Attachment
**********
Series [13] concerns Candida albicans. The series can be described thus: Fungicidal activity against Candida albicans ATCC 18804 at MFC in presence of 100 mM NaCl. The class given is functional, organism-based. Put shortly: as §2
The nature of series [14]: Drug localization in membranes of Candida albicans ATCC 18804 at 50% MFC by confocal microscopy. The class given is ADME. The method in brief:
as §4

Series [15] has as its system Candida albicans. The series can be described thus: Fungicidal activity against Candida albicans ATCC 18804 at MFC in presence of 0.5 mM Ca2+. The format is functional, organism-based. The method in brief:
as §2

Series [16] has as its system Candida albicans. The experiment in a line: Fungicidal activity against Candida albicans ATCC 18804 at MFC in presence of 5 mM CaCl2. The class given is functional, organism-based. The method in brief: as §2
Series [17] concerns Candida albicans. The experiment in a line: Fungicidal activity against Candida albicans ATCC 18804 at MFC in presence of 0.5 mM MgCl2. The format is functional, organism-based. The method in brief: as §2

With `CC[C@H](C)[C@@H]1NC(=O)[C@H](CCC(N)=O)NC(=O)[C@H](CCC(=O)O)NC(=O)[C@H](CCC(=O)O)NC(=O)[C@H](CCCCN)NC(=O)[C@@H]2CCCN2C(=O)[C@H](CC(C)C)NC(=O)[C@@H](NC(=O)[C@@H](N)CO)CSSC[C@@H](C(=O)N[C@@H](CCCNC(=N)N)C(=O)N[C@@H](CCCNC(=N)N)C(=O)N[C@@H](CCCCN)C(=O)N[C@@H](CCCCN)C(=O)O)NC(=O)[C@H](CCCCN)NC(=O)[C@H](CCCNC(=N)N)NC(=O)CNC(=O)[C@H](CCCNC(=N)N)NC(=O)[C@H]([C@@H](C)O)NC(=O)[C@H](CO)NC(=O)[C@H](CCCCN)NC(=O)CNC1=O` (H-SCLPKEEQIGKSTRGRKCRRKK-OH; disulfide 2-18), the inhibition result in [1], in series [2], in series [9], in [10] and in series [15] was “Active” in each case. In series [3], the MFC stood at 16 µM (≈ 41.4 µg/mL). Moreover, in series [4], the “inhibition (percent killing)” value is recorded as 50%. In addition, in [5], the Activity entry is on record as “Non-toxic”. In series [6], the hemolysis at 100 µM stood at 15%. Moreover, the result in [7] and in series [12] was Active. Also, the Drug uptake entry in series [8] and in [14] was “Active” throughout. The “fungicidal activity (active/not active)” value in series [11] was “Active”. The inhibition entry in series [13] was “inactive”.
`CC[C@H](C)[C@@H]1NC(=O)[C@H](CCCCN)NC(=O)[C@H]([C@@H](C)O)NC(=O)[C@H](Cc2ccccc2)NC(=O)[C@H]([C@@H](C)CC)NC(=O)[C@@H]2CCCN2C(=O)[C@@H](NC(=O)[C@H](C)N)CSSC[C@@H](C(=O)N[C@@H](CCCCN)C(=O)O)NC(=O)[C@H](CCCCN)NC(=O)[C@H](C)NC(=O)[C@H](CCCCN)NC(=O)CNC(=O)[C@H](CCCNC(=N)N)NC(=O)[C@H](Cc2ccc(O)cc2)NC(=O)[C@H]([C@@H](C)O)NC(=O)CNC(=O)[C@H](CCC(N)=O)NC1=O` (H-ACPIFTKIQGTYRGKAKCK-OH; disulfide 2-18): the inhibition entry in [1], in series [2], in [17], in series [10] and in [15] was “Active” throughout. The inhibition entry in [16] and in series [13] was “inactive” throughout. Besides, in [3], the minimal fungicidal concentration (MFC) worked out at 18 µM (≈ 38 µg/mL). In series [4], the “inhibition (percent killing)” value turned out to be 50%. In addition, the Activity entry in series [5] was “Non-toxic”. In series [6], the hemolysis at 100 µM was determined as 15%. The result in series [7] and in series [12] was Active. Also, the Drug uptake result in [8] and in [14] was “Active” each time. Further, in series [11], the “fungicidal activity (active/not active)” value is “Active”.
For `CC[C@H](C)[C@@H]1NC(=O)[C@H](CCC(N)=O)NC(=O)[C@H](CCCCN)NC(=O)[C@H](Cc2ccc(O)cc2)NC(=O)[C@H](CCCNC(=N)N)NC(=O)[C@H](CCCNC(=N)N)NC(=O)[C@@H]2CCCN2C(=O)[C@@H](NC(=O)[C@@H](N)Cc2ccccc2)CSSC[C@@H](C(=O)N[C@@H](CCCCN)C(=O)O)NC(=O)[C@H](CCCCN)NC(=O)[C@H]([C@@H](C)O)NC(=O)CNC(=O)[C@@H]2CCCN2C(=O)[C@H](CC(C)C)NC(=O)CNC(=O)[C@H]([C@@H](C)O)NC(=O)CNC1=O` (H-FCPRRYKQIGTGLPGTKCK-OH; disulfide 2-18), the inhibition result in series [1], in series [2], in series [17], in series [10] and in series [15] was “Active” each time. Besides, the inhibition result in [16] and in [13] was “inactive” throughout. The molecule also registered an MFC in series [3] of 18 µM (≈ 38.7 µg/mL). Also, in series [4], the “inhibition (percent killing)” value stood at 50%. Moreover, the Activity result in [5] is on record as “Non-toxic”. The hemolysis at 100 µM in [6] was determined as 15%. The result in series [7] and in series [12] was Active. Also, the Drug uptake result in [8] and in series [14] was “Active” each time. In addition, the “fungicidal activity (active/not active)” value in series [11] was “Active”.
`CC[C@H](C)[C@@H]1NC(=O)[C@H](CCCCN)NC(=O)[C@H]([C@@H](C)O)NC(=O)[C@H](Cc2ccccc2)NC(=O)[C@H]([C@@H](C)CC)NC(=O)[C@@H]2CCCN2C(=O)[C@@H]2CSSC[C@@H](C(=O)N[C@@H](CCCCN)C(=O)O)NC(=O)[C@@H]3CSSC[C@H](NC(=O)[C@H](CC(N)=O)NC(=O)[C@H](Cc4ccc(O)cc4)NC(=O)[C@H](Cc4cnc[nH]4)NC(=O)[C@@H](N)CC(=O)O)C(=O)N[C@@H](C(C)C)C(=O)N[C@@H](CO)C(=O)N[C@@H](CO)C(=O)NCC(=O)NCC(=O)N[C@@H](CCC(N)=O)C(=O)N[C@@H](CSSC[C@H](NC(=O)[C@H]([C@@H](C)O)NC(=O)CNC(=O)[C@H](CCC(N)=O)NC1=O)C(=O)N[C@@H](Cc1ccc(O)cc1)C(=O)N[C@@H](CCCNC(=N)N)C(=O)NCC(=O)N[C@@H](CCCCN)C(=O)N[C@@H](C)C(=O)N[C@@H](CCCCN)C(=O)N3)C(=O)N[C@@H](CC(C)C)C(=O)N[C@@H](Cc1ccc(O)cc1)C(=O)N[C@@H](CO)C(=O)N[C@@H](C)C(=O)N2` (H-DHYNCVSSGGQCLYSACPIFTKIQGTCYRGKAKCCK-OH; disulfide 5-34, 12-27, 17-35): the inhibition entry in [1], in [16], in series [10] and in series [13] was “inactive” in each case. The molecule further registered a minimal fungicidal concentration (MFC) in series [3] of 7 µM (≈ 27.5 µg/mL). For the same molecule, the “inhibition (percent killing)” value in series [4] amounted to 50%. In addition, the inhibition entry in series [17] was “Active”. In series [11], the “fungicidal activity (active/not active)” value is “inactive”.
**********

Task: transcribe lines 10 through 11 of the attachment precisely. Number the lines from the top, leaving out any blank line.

For `CC[C@H](C)[C@@H]1NC(=O)[C@H](CCC(N)=O)NC(=O)[C@H](CCCCN)NC(=O)[C@H](Cc2ccc(O)cc2)NC(=O)[C@H](CCCNC(=N)N)NC(=O)[C@H](CCCNC(=N)N)NC(=O)[C@@H]2CCCN2C(=O)[C@@H](NC(=O)[C@@H](N)Cc2ccccc2)CSSC[C@@H](C(=O)N[C@@H](CCCCN)C(=O)O)NC(=O)[C@H](CCCCN)NC(=O)[C@H]([C@@H](C)O)NC(=O)CNC(=O)[C@@H]2CCCN2C(=O)[C@H](CC(C)C)NC(=O)CNC(=O)[C@H]([C@@H](C)O)NC(=O)CNC1=O` (H-FCPRRYKQIGTGLPGTKCK-OH; disulfide 2-18), the inhibition result in series [1], in series [2], in series [17], in series [10] and in series [15] was “Active” each time. Besides, the inhibition result in [16] and in [13] was “inactive” throughout. The molecule also registered an MFC in series [3] of 18 µM (≈ 38.7 µg/mL). Also, in series [4], the “inhibition (percent killing)” value stood at 50%. Moreover, the Activity result in [5] is on record as “Non-toxic”. The hemolysis at 100 µM in [6] was determined as 15%. The result in series [7] and in series [12] was Active. Also, the Drug uptake result in [8] and in series [14] was “Active” each time. In addition, the “fungicidal activity (active/not active)” value in series [11] was “Active”.
`CC[C@H](C)[C@@H]1NC(=O)[C@H](CCCCN)NC(=O)[C@H]([C@@H](C)O)NC(=O)[C@H](Cc2ccccc2)NC(=O)[C@H]([C@@H](C)CC)NC(=O)[C@@H]2CCCN2C(=O)[C@@H]2CSSC[C@@H](C(=O)N[C@@H](CCCCN)C(=O)O)NC(=O)[C@@H]3CSSC[C@H](NC(=O)[C@H](CC(N)=O)NC(=O)[C@H](Cc4ccc(O)cc4)NC(=O)[C@H](Cc4cnc[nH]4)NC(=O)[C@@H](N)CC(=O)O)C(=O)N[C@@H](C(C)C)C(=O)N[C@@H](CO)C(=O)N[C@@H](CO)C(=O)NCC(=O)NCC(=O)N[C@@H](CCC(N)=O)C(=O)N[C@@H](CSSC[C@H](NC(=O)[C@H]([C@@H](C)O)NC(=O)CNC(=O)[C@H](CCC(N)=O)NC1=O)C(=O)N[C@@H](Cc1ccc(O)cc1)C(=O)N[C@@H](CCCNC(=N)N)C(=O)NCC(=O)N[C@@H](CCCCN)C(=O)N[C@@H](C)C(=O)N[C@@H](CCCCN)C(=O)N3)C(=O)N[C@@H](CC(C)C)C(=O)N[C@@H](Cc1ccc(O)cc1)C(=O)N[C@@H](CO)C(=O)N[C@@H](C)C(=O)N2` (H-DHYNCVSSGGQCLYSACPIFTKIQGTCYRGKAKCCK-OH; disulfide 5-34, 12-27, 17-35): the inhibition entry in [1], in [16], in series [10] and in series [13] was “inactive” in each case. The molecule further registered a minimal fungicidal concentration (MFC) in series [3] of 7 µM (≈ 27.5 µg/mL). For the same molecule, the “inhibition (percent killing)” value in series [4] amounted to 50%. In addition, the inhibition entry in series [17] was “Active”. In series [11], the “fungicidal activity (active/not active)” value is “inactive”.